For those who work in tech, the prospect of joining a startup holds definite appeal. If the startup goes public, or ends up acquired by a tech giant, its first employees stand to earn a lot of money. Startups also dangle the tantalizing prospect of helping create or refine a product used by millions of people.
But not everybody is suited for the startup life. Before you take the plunge with a wet-behind-the-ears firm (or start one yourself), it’s worth asking some of the following questions:
Is There a Plan? An idea for a great app isn’t a plan. Every startup needs a strategy for scaling usage, building out features with limited resources, and (eventually) earning revenue.
Who’s in Control? Rule-by-committee can work when an organization is small, but growth will inevitably challenge this system. As early as possible, someone should act as final decision-maker. If a startup is a mess of infighting, and it’s unclear who’s in control, it might be worth staying far, far away.
Are You a Do-It-Yourself Type? The good thing about startups is, you don’t have a boss. The bad thing about startups is, you don’t have a boss. Some people are self-starters who are perfectly fine managing things on their own, and operating amidst perpetual uncertainty; others need structure and direction. If you’re the latter (and not that there’s anything wrong with that), a startup might not be for you.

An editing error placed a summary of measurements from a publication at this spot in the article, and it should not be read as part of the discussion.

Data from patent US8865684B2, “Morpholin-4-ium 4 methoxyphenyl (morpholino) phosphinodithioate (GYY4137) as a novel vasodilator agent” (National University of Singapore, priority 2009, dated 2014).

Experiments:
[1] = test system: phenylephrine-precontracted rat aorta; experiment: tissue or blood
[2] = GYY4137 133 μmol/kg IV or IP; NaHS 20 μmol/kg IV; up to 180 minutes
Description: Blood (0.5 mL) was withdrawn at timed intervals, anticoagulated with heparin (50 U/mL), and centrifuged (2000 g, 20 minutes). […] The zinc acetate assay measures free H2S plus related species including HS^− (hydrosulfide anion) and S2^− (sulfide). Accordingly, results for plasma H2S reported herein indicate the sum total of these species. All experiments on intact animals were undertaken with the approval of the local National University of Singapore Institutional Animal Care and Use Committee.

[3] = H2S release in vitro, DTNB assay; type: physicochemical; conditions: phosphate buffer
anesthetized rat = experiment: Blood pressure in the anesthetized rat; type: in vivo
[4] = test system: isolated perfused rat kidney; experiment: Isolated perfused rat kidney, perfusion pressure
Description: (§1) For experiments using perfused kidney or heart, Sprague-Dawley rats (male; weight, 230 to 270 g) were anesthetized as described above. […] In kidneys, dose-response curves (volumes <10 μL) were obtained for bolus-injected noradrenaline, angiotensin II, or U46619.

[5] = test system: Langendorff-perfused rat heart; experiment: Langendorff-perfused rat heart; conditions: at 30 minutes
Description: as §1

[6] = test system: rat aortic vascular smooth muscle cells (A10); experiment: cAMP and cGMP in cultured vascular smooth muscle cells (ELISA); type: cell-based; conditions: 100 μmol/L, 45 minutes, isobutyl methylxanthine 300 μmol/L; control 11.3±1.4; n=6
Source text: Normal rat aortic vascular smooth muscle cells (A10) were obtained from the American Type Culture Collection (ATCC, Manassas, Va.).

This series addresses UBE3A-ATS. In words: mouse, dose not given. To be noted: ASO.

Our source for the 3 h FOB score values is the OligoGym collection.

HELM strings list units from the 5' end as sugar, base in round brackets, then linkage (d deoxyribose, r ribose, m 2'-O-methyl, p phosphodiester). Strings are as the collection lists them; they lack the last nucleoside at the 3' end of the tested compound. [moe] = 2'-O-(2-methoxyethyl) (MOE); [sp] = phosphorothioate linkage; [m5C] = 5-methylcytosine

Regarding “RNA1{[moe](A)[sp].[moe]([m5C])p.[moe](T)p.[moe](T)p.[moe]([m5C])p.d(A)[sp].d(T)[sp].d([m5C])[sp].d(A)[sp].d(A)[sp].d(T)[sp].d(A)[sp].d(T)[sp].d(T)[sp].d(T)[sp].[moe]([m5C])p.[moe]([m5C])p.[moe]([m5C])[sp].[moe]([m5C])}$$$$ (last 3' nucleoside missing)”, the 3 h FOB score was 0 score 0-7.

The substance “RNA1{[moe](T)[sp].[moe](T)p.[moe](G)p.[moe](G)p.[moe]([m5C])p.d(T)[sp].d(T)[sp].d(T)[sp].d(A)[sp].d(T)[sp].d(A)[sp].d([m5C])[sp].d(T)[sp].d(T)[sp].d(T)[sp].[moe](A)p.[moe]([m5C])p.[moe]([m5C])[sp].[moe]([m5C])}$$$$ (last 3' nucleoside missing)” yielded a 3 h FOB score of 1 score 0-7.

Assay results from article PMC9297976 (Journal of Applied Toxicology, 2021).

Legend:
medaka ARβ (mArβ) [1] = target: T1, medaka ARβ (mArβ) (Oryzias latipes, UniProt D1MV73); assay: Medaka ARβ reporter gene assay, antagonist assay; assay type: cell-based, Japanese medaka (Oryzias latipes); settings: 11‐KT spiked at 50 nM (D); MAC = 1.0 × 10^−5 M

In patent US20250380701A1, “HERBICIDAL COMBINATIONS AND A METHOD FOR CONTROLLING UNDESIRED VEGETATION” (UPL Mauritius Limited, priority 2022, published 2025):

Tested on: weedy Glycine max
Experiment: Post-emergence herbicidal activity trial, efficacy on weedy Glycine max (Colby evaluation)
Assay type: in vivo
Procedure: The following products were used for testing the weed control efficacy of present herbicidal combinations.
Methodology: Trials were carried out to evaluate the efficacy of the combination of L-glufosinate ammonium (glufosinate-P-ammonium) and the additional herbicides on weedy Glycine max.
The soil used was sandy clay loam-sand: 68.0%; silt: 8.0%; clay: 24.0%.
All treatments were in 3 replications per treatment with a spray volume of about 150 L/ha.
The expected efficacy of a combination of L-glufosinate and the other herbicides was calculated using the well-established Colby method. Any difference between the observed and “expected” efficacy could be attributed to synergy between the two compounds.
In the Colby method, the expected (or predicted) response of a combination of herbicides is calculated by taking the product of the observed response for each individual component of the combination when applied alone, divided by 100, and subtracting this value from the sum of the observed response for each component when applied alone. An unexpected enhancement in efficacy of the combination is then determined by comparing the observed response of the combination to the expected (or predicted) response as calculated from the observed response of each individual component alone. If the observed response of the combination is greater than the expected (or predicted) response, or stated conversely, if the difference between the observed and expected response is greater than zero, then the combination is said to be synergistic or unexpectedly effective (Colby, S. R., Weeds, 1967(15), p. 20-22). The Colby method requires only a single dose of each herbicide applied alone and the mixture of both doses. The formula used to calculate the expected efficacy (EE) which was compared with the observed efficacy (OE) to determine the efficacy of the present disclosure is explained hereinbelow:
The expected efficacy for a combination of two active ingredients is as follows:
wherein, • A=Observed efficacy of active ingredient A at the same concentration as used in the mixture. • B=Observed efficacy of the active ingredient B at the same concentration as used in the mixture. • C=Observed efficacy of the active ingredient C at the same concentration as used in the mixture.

Can You Survive? Startups demand a lot of time, energy, and sleepless nights. If you’re in your early 20s and without a family, that doesn’t seem like such a big deal; but for many others, the requirements of the startup life could prove a bit too much to bear. Measure yourself before taking the plunge.
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